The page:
Social media fail: US Airways sorry for Twitter porn blunder

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In April 2014, US Airways had to apologise after a pornographic photo was sent from its official Twitter account in response to a customer complaint. This case study looks at the fallout from the offending tweet and looks at the dangers of hastily (and unchecked) public social media responses.

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The airline said in a statement that it was trying to flag the image as inappropriate but instead mistakenly included it in a message.

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The tweet was deleted roughly an hour after being posted but not before it had been retweeted hundreds of times.

The airline said it regretted the error and was reviewing its processes.

The image, which featured a naked woman and a toy plane, had originally been sent to the company's Twitter account by another user, it said.

It was then attached to a tweet that was sent to a US Airways customer who had taken to the social network to express her frustration that her flight was delayed.

Once the mistake had been realised US Airways deleted the offending tweet and issued an apology.

"We apologise for an inappropriate image recently shared as a link in one of our responses. We've removed the tweet and are investigating," it said on its Twitter feed.

The company has more than 420,000 followers on its Twitter account and has not tweeted since.

The event became huge news on Twitter, spawning a series of jokes and even out-performing the Pulitzer Prize awards for social media coverage, as this tweet shows:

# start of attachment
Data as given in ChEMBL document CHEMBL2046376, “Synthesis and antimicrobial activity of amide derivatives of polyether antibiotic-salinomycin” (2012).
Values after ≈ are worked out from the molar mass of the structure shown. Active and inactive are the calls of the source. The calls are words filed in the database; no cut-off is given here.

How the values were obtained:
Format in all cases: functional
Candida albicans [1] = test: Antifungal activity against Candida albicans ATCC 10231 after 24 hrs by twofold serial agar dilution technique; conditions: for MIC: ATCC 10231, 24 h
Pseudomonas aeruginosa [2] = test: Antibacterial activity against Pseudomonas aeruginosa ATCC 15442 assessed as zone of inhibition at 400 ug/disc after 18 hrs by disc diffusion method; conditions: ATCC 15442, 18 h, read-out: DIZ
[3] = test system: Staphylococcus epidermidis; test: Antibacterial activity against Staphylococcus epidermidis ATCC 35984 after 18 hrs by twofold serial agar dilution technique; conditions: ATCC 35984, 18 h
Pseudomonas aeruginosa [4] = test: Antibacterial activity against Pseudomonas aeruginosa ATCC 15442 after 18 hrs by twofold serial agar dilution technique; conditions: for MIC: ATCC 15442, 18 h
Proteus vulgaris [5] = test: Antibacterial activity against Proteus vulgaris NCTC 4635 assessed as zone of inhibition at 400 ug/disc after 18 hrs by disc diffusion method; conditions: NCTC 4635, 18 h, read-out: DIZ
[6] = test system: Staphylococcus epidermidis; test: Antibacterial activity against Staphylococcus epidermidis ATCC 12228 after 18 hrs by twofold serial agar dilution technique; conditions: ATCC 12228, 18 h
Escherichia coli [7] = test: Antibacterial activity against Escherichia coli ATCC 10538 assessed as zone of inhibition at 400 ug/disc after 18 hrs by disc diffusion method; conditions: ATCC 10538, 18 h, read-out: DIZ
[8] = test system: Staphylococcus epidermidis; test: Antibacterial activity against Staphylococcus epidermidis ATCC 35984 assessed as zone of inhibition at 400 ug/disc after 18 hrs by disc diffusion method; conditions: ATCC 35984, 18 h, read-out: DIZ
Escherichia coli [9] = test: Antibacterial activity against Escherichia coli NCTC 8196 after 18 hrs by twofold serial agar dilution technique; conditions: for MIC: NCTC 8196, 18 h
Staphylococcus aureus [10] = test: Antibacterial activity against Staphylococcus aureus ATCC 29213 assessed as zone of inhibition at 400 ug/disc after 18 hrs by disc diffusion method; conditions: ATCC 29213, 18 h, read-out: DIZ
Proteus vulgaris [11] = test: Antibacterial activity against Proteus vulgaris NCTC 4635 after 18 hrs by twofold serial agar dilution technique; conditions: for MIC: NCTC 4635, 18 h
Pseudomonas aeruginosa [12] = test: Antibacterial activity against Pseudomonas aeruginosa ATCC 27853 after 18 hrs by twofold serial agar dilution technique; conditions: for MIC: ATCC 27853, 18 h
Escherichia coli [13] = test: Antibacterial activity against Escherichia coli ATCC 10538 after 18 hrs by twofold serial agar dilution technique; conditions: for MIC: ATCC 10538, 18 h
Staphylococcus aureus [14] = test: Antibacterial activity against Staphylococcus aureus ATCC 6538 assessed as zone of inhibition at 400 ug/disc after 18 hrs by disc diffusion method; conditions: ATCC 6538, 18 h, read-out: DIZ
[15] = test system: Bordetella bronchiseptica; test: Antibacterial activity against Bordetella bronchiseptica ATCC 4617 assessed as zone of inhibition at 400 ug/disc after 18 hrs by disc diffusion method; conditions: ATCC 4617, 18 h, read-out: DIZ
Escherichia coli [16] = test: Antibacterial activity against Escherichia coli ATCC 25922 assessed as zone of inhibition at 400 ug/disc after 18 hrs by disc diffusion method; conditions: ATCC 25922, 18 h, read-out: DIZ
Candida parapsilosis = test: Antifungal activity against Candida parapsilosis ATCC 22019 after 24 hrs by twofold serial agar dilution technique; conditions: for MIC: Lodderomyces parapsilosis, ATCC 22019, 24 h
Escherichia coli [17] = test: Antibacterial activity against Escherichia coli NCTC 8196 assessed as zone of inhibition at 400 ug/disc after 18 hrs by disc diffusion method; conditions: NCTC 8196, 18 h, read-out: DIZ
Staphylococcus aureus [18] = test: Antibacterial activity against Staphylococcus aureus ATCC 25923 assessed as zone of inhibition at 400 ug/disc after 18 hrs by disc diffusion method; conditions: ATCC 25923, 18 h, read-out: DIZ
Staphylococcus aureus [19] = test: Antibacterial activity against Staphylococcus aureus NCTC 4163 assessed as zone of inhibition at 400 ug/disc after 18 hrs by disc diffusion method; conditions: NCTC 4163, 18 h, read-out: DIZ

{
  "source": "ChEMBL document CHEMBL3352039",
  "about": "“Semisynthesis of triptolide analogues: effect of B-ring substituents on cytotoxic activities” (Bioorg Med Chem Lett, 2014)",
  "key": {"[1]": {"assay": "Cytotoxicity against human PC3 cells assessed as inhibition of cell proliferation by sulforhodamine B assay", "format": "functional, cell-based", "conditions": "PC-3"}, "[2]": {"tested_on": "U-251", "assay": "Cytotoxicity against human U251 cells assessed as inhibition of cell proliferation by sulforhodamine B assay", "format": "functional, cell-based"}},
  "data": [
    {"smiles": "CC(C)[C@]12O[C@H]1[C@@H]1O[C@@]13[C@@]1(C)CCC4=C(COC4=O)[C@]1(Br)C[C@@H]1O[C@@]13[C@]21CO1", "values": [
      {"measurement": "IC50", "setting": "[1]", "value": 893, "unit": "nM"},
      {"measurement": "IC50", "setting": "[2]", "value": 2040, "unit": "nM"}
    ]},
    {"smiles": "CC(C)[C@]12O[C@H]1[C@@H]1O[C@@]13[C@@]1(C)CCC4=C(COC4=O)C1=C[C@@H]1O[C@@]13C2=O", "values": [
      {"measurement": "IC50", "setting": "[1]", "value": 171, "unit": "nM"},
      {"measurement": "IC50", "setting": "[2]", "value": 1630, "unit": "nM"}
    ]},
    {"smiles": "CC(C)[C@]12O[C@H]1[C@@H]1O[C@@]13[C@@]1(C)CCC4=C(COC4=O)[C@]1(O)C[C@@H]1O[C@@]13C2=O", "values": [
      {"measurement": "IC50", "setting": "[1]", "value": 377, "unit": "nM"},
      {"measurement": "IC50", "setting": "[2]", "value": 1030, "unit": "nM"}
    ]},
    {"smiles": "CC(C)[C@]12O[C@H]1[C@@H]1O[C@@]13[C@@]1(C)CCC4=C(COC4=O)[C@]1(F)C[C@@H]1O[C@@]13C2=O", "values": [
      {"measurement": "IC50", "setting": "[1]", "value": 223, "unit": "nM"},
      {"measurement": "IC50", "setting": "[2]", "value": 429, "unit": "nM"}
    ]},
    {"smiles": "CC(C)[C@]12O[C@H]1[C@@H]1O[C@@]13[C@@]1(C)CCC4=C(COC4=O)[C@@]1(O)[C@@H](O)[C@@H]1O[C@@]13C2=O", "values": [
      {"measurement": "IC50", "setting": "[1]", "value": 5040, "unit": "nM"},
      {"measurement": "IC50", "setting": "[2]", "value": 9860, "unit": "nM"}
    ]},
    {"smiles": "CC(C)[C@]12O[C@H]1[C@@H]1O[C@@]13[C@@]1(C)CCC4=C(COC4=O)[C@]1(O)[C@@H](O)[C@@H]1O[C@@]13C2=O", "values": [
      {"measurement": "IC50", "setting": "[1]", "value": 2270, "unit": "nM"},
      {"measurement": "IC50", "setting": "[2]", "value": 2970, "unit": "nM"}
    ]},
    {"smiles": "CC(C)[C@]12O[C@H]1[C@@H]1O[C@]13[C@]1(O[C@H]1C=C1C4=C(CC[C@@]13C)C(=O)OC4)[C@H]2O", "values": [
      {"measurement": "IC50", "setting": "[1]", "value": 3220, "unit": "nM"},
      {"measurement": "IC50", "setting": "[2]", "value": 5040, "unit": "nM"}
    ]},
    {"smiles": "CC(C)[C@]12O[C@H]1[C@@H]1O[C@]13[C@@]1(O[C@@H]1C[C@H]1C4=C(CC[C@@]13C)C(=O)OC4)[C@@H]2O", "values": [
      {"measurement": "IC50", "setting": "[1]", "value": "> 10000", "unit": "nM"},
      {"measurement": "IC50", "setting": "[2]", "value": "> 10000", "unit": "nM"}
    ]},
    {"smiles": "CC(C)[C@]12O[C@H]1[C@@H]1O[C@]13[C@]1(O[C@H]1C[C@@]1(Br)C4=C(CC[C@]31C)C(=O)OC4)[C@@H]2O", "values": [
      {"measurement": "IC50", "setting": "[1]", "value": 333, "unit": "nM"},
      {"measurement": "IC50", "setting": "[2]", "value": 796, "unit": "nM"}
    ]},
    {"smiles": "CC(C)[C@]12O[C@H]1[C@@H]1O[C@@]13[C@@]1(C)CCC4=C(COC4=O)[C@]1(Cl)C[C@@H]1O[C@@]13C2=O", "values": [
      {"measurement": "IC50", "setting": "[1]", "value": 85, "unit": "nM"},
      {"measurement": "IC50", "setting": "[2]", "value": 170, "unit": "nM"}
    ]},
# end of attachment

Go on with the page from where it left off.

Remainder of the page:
Here's a round-up of the best Twitter responses:

Terrorism controversy

US Airways is merged with American Airlines, who were also caught up in a Twitter controversy on Monday after a 14-year old Dutch girl sent a tweet to the airline implying she was part of al-Qaeda group and planning an attack.

The girl, who lives in Rotterdam, The Netherlands, has been visited by police at her home.

It follows an incident on Sunday where she posted a bogus tweet claiming to be a terrorist.

American Airlines responded with a tweeted: ‘Sarah, we take these threats very seriously. Your IP address and details will be forwarded to security and the FBI.’

What then followed was a series of panicked tweets from the girl to American Airlines begging for forgiveness.

In one subsequent tweet, ‘Sarah’ added: ‘I always wanted to be famous, but I meant Demi Lovato famous, not Osama bin Laden famous.’

Her Twitter account has since been deleted, as has the tweet from American Airlines.

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